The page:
User login

Who's New?

  • allenewinghqbbtcjnth
  • suzettexcxzbkjl
  • alicedandridgercfd
  • reneedyebgtwvxdv
  • terranceholyman

Mobile Site

Why Gay Relationships Work & Fail

Top Reasons Why Gay Relationships Work & Fail

by Brian Rzepczynski, The Gay Love Coach

Introduction

Back in the 90’s, I worked at Linden Oaks Hospital, a psychiatric clinic in Naperville, Illinois in their outpatient department providing counseling to all ages and populations. We did a lot of work with couples and used a handout with our clients that taught them about attitudes and ingredients for having healthy intimate relationships. I still use that handout in my clinical work as it is a great resource in helping couples assess their own relationship functioning, as well as to use it as a guide for developing goals to work on. Linden Oaks is credited for this content, which is outlined below. The word ‘relationships’ is being used instead of ‘marriages’, as was specified in the handout. While written for a heterosexual audience, we can certainly adapt this information to our gay partnerships as the following content illustrates issues that are universal to all relationship styles. Hopefully you will find it useful as it applies to evaluating your own relationship for maximizing its success.

Top 10 Reasons Relationships Work

10. “Our relationship is first…not third or fourth…”

9. “We’re able to compromise…”

8. “He acknowledges and validates me…”

7. “Humor…we know how to have fun…”

6. “We’re friends…”

5. “We accept each other’s strengths and weaknesses…”

4. “Everybody’s responsible and no one is to blame…”

3. “We have a healthy dependence/mutuality in our relationship…”

2. “We can disagree without attacking…”

1. “We’re able to really listen and communicate with each other…”

Top 10 Reasons Relationships Fail

10. “We’ve just grown apart…”

9. “We’re just not in love anymore…”

8. “He’ll never change…”

7. “I don’t have any emotions/feelings left…”

6. “All we do is fight…”

5. “There’s just too much resentment built up…”

4. “We can’t work out problems with children…”

3. “There’s no intimacy or ‘fire’…”

2. “I just can’t trust him…”

1. “We just don’t communicate…”

Tips For Lasting Love

  •  Ability to solve problems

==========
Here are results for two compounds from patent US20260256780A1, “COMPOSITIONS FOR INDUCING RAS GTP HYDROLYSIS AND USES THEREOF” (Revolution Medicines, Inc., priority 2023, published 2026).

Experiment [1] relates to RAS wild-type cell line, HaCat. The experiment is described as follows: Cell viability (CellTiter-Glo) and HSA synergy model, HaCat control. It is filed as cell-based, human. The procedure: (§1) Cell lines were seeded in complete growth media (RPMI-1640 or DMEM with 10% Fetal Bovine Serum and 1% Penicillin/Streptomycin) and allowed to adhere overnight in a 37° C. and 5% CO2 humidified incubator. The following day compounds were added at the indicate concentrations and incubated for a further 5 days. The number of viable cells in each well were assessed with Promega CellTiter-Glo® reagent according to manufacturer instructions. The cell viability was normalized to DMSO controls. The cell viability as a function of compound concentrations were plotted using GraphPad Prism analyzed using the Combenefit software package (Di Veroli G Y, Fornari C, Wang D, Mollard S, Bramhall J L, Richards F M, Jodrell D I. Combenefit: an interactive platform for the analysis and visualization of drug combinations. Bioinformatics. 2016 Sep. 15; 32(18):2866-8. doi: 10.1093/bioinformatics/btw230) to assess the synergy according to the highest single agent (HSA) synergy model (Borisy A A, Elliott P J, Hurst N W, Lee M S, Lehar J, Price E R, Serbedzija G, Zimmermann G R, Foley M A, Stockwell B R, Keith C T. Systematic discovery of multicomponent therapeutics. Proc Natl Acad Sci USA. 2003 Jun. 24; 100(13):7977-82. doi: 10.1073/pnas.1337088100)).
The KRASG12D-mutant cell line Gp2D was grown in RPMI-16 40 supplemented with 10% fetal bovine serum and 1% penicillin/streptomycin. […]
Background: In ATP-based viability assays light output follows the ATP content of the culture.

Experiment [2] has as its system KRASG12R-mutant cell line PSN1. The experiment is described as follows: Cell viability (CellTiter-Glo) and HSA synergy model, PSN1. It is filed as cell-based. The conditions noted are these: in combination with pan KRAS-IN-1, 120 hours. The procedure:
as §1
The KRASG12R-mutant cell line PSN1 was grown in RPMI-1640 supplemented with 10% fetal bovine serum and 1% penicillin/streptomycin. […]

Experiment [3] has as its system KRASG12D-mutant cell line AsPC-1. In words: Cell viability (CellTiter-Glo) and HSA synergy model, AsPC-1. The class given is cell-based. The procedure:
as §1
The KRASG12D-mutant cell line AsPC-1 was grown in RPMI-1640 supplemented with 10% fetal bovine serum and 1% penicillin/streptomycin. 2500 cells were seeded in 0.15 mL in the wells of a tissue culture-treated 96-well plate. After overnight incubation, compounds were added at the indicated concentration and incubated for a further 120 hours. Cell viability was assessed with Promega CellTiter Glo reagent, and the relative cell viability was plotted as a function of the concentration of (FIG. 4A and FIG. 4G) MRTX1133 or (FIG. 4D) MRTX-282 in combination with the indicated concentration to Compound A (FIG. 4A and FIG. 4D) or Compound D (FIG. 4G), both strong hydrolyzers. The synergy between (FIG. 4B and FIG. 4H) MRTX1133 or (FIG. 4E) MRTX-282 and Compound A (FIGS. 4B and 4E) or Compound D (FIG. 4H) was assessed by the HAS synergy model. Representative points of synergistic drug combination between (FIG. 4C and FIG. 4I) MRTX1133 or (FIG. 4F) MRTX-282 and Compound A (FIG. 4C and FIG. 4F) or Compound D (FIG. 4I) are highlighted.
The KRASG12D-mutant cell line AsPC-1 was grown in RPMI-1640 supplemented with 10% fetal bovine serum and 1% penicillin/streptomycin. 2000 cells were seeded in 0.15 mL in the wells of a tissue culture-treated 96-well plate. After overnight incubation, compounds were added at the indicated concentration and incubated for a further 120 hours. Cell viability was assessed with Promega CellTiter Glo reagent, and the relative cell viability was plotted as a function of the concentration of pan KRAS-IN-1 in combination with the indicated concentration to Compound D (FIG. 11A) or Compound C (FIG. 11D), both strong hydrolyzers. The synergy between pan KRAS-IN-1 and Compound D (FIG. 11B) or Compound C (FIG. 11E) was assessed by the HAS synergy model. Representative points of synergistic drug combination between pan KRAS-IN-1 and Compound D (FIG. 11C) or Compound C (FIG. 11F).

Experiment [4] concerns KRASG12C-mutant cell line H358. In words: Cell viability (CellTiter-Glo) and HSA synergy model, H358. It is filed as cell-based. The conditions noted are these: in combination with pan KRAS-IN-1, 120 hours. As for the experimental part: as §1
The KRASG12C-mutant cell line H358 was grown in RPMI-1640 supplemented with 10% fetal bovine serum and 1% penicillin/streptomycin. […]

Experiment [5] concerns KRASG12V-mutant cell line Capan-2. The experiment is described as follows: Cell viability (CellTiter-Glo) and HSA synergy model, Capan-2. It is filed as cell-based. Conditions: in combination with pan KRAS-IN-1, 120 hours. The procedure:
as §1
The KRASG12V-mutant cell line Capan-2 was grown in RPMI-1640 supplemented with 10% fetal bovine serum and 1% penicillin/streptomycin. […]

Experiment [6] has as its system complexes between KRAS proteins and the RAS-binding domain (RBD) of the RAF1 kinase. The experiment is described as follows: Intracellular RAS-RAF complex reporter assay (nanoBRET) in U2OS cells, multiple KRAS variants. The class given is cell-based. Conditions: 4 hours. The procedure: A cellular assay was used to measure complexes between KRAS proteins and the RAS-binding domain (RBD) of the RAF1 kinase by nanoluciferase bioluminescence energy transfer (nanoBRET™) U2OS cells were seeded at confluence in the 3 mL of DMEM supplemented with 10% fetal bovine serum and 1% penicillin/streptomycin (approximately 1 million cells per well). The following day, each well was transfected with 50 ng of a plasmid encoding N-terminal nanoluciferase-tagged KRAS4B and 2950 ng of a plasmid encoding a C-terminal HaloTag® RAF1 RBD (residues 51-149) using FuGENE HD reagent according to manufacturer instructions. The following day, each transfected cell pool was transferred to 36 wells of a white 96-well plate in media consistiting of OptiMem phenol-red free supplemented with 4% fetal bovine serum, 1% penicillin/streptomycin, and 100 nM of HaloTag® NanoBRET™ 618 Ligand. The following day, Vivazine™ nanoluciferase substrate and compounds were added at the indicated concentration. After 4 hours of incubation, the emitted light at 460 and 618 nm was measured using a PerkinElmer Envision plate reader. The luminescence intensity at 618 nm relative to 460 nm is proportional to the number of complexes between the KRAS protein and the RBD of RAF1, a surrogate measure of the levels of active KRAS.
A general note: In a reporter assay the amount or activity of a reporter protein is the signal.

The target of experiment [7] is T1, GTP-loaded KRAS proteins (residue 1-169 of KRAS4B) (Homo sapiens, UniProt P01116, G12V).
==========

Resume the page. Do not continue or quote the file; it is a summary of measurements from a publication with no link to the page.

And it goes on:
• Active listening
  • Ability to express and validate feelings and needs
  • Personal Responsibility
  • Love and romance
  • Friendship
  • Forgiveness

 Adding ‘Gay’ To The Mix

While there are some universal elements to relationships, we gay couples have our own unique and special challenges and benefits to live through that are different than other relationship styles. In fact, we have added burdens and obstacles to overcome living in a homophobic society to make our relationships succeed in the long-term. And because of the multitude of barriers and stressors we face, we are in a better position to experience higher-level feelings of intimacy because of the shared experiences and resilience we have, but only if we can muster up the courage to push forward during those difficult times as a united front. The rewards of growing, learning, and changing as a couple are great! Some additional factors that I might add to the list for making relationships work that are more specific to gay men in a couple include:

  •  Having solid self-esteem and comfort with being gay
  • Ability to express and validate feelings and needs
  • Having a support system of people who honor, value, and validate the men’s relationship as a gay couple
  • Each man having his own individual identity, as well as commitment to a relationship identity to allow for more balance and vitality
  • Having a clear agreement about monogamy vs. non-monogamy in one’s relationship and having an understanding of what that means and looks like and abiding by that faithfully
  • Recognition that relationships take effort and work
  • Having a shared vision for the future as a couple
  • And most importantly, as in all relationships, communication is key! Productive conflict resolution is critical! Honesty is a must! The ability to be flexible is also important.

 Conclusion